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They stuck around Raleigh for a while longer as the police continued to find bodies, celebrating when two of the victims were identified by personal effects kept by the killer. But the big celebration came when Norcomb announced that Jane's real name was Leah and that her family lived in nearby Cary. They'd heard about Jane Doe, but between the poor quality of the Wal-Mart security tapes and the changes in Leah's appearance during the four years she was gone, they'd never made the connection between Jane and their daughter.
The next day, the newspaper reported that an anonymous donor was paying for Leah's body to be moved closer to her family and that a tasteful granite monument would be included. Mark was among the many who attended the funeral, making sure that Leah finally got back home.
Stella was ready to head back to Boston, maybe stopping in New York to see some shows, but Mark put her off, pointing out that the state fair was still going on, and they hadn't ridden all the rides. Though he knew that she knew he was up to something, she played along.
The next night, Mark drove them back to Allenville, and parked outside the Spivey family plot.
"Okay, why are we out here?" Stella asked.
"I want you to show you something."
He led her through the gate toward where her parents were buried, and she couldn't resist looking over toward Jane's, or rather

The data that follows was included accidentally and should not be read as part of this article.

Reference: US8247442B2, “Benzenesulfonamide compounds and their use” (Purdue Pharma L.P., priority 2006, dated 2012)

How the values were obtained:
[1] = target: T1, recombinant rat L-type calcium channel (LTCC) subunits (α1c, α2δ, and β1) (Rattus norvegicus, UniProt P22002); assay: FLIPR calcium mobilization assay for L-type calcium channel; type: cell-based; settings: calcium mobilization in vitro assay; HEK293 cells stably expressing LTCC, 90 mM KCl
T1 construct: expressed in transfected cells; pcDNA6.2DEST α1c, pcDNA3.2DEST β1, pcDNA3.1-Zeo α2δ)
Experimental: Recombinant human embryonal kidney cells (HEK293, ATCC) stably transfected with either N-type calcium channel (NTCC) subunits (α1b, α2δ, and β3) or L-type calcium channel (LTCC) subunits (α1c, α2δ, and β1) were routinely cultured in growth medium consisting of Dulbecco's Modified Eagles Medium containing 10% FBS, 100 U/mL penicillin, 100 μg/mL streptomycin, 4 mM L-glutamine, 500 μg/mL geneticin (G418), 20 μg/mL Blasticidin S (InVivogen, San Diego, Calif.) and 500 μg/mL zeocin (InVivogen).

Leah's, former grave. "Why did they leave the tombstone?"
He was watching her face as she got closer and realized it was a different stone.
She turned to him. "You bought me a tombstone?"
"I was going to," he admitted, "but somebody beat me to it."
"I don't understand."
"I went to see Bob Henry. He's the man who donated Jane's tombstone, and I thought a little karmic payback was in order, so I was going to order one for you from him. When I told him where it was to be placed, he mentioned that his family had been in the
business for several generations, and that they've done all the monuments in this plot. And when I told him the name to put on the stone, he told me the story."
"Do you remember the tree that used to be over your grave? Lightning hit it years after you were buried and knocked it down."
"So it fell on the tombstone your mother had put up for you and broke it."
"Then she did get me a stone?"
He nodded. "She had Bob Henry Senior take it back to repair it, but she was already ill and died before she could finish paying
for the work. It was still in the storeroom. All I did was pay the balance and a rush charge to get it out here tonight."
"Then Mama bought this?"
"It was her last gift to you."
Stella knelt down on the grave and ran her fingers over the stone's inscription. Not her name, or the dates of her birth and death,
but the two words under her name: